It's A Way of Living, Not Just A Dinner Party

Merriam-Webster defines hostess as a woman who entertains socially.  While obviously accurate, that just doesn't go far enough for me.  Being a hostess is a way in which I go about my life, or in the least try to.  When I think of a true hostess I envision a lady whom displays kindness and manners throughout all her interactions. Her home is one that feels comfortable and inviting to guests that stop by.  She handwrites thank you notes, delivers meals to sick neighbors (and actually knows her neighbors), plants flowers in her garden, and yes, she can host one heck of an event at a moment's notice.  And she does this without a lot of fuss as it comes naturally.  This is what I strive for.  It's pretty old fashioned isn't it?  There's something beautiful about the traditional stereotypes of a lady.  Somewhere these things seem to have gotten lost, or disregarded.

A Modern Day Traditionalist
Click image to read article from Housekeeping Montly 1955.
This is not what I mean by traditional.  It is hilarious though.
I'm a "homemaker," I guess.  It's a strange thing for me to say.  I was a girl ready to rule the world.  My dreams included big city, big career, and big adventures.  And I was well on my way. I'd traveled the world, lived in Manhattan (New York folks, not Kansas) and had a wonderful career in entertainment marketing.  Independent, worldly career-girl...that was me.  I grew up with a mom that, literally, was Miss 4H.  She even won some state competitions in dressmaking, or something like that.  My mom was brought up to be a homemaker.  She is an excellent cook, can whip up a pie crust is seconds, and has the greenest thumb you've ever seen. When she gave a gift the wrapping was beautiful and the card perfectly appropriate.  She did not raise my sisters and I to be this way.  She raised us to pursue big dreams.

A little more than a few years back, just before I met my husband-to-be, I found myself longing for a home to make my own.  I started learning to cook and bake.  I started planting flowers, though most died, and reading articles on etiquette.  Over the years I've become very interested in tradition, and the southern culture from where I was born.  What was obviously very innately me was exposing itself and by the time my husband asked me to be his wife (he asked my father first of course) I was smitten with the world of hostessing and "homemaking."  Being a hostess benefited me in my career, as well as personal life.  The same etiquette that applies in hosting a dinner party applies to taking clients to dinner.  Handwritten, personal notes are appreciated in all situations.  Knowing etiquette and using manners can always benefit you.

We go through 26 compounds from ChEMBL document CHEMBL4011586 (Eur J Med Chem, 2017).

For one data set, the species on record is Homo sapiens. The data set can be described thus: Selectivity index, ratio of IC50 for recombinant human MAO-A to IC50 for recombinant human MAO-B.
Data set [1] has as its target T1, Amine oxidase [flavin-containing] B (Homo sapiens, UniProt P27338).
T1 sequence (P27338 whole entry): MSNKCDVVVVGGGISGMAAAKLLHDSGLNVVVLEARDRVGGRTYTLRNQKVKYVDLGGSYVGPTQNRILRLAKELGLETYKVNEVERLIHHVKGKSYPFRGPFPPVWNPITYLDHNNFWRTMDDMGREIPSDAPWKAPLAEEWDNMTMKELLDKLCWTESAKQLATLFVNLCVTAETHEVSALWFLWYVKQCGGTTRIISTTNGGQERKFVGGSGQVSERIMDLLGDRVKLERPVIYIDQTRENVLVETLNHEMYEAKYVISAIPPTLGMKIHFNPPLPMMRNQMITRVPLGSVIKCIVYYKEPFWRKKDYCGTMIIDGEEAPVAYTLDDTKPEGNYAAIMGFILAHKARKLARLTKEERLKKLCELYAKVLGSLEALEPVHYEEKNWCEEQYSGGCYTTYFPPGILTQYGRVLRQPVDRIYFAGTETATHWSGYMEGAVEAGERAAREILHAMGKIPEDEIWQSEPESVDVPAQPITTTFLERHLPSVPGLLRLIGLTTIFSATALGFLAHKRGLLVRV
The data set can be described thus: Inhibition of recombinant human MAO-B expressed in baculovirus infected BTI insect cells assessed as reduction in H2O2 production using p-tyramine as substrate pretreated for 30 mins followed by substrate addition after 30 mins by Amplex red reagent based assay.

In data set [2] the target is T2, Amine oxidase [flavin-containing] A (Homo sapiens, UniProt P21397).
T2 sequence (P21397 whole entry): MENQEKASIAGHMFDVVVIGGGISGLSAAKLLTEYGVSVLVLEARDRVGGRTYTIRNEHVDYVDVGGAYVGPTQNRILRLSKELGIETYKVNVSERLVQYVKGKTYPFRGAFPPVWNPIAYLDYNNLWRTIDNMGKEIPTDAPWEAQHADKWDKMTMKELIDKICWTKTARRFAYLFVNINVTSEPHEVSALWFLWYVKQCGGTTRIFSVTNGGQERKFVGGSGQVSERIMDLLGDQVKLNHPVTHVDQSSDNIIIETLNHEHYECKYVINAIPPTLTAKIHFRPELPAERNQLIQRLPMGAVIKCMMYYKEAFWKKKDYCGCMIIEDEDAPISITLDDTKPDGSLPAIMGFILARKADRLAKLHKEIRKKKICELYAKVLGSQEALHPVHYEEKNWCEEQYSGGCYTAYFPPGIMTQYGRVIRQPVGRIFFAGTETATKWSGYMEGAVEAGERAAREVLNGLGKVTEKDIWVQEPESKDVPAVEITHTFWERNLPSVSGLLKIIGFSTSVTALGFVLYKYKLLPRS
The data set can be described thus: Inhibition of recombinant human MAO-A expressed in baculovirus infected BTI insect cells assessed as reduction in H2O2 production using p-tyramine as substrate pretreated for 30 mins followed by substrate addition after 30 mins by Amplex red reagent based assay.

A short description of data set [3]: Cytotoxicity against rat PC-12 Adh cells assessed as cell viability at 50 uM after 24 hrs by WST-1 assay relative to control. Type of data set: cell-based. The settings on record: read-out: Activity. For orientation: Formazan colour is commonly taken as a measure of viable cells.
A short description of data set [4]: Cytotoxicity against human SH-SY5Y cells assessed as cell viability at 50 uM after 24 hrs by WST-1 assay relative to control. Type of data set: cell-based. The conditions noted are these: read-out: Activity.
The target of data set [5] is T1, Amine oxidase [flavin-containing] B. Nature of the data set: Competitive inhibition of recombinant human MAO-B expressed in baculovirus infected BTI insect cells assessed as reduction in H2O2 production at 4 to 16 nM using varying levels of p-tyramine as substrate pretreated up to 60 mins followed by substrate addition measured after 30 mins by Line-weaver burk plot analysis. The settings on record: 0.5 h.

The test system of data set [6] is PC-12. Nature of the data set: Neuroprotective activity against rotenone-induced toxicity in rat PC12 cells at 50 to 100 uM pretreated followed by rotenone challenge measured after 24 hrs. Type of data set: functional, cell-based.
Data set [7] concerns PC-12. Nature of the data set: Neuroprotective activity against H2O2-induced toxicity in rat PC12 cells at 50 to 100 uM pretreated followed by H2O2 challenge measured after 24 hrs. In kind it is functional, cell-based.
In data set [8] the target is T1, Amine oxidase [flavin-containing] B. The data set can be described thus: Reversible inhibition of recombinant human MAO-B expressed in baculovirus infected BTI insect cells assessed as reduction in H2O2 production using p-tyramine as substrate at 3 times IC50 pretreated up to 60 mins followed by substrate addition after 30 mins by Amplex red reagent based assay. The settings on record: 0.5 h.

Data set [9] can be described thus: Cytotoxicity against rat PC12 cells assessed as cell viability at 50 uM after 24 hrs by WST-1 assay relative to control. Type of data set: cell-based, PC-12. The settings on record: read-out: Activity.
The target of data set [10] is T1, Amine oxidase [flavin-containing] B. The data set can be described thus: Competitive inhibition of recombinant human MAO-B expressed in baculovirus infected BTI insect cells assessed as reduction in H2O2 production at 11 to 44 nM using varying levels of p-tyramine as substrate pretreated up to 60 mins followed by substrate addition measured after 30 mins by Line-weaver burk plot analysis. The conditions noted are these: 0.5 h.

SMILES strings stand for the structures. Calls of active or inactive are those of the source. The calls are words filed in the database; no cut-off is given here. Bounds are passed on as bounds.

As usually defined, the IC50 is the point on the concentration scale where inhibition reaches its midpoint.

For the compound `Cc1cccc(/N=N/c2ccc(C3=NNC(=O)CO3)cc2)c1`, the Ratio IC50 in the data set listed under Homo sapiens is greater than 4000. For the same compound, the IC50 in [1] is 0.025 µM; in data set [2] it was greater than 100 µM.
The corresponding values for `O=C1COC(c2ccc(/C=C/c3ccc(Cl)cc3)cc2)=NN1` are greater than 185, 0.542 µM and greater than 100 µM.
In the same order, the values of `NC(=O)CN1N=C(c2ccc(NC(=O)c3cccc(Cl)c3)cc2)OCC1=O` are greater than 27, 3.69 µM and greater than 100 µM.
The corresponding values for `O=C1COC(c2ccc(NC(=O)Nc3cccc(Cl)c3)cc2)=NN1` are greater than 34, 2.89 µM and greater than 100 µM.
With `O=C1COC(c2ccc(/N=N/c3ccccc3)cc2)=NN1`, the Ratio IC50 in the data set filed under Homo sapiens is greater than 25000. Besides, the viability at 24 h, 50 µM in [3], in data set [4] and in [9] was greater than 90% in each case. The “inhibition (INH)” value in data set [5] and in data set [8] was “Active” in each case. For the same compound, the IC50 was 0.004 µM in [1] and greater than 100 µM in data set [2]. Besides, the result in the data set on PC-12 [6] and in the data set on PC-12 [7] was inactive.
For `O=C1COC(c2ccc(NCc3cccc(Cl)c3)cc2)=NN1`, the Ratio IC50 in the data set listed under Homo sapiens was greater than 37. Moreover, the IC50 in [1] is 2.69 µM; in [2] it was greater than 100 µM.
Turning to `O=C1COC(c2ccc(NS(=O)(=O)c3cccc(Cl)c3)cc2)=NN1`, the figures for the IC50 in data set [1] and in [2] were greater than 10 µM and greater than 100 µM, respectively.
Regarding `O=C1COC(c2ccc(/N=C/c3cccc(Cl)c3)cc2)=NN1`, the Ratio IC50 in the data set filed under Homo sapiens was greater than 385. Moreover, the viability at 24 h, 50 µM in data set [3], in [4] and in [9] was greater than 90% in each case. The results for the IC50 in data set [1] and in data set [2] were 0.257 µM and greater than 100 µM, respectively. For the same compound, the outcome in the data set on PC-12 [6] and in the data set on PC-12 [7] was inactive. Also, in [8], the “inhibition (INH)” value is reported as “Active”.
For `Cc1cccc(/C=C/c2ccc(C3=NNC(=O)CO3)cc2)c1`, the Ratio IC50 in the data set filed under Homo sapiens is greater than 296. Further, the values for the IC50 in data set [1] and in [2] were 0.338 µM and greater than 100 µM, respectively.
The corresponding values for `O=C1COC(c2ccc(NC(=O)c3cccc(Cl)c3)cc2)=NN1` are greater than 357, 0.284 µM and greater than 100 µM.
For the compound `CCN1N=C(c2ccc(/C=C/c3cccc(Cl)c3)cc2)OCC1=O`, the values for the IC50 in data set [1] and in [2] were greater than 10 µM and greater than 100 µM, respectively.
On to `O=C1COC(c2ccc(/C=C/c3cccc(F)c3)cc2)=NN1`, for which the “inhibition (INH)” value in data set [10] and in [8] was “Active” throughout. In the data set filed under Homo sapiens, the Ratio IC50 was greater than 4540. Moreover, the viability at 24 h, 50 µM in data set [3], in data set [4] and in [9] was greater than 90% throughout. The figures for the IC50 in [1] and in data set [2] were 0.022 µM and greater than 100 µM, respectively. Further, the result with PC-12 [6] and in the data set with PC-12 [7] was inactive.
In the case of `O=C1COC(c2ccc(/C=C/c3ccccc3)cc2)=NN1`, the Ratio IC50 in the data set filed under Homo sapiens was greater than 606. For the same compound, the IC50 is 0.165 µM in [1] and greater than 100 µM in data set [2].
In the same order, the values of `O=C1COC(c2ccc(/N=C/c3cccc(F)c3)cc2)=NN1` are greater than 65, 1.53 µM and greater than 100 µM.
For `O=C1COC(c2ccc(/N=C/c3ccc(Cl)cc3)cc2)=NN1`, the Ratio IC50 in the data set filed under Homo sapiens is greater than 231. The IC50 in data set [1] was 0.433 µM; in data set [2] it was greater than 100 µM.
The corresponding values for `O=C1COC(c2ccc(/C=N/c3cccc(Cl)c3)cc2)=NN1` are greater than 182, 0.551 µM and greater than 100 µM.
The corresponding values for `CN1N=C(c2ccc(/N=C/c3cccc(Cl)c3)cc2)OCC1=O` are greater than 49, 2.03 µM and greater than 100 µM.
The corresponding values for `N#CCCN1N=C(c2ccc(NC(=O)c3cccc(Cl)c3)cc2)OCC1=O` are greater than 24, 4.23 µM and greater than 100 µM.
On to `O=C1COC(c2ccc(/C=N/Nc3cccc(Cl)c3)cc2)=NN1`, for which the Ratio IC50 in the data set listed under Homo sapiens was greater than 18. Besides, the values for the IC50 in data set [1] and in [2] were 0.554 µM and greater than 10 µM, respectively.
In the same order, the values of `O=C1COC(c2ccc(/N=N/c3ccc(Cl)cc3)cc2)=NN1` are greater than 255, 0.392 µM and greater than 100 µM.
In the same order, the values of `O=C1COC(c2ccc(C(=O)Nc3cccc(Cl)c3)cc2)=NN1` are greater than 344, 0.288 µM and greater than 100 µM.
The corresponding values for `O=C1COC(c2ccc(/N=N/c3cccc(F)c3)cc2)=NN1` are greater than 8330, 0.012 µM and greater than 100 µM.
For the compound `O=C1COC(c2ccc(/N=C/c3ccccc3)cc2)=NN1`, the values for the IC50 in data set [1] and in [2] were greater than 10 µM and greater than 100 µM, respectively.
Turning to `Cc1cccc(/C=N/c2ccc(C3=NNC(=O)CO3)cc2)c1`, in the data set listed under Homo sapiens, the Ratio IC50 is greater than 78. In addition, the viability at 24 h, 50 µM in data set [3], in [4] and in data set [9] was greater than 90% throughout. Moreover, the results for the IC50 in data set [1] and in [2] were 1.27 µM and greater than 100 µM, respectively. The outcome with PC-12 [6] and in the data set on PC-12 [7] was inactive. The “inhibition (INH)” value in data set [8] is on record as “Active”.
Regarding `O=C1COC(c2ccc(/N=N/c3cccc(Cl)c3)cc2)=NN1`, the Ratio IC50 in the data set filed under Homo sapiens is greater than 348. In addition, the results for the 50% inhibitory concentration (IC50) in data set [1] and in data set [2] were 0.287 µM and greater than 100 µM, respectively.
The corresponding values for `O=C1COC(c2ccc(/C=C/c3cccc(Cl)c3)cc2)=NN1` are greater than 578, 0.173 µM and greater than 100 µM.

Now I'm a "stay-at-home-mom."  I help my family run a wedding and hospitality business, I do public speaking for women's safety, volunteer for local organizations, and host a lot of parties for my friends.  I try to have a warm meal on the table for my family every evening, though we did have take out a couple times this week (no one's perfect!).  And I love being a hostess, all day, every day.  Nothing makes me happier than to make others happy, and that, ultimately, is a good hostess.

There is a lot of hilarity in my missteps and mistakes along my journey to being a good hostess.  I have so much to learn, but a lot to share as well.  I write this to give you a little more insight to me, Nici.  And to say I hope this blog becomes something we can both enjoy.

So friends, more to come from me on all areas of a hostess lifestyle and I hope now you feel you know me a little bit better.

My Family


Ravi Dasari said...

Great introductory note Nic. It provides insight into you and why you have a passion for doing this blog and hostessing. Nice job.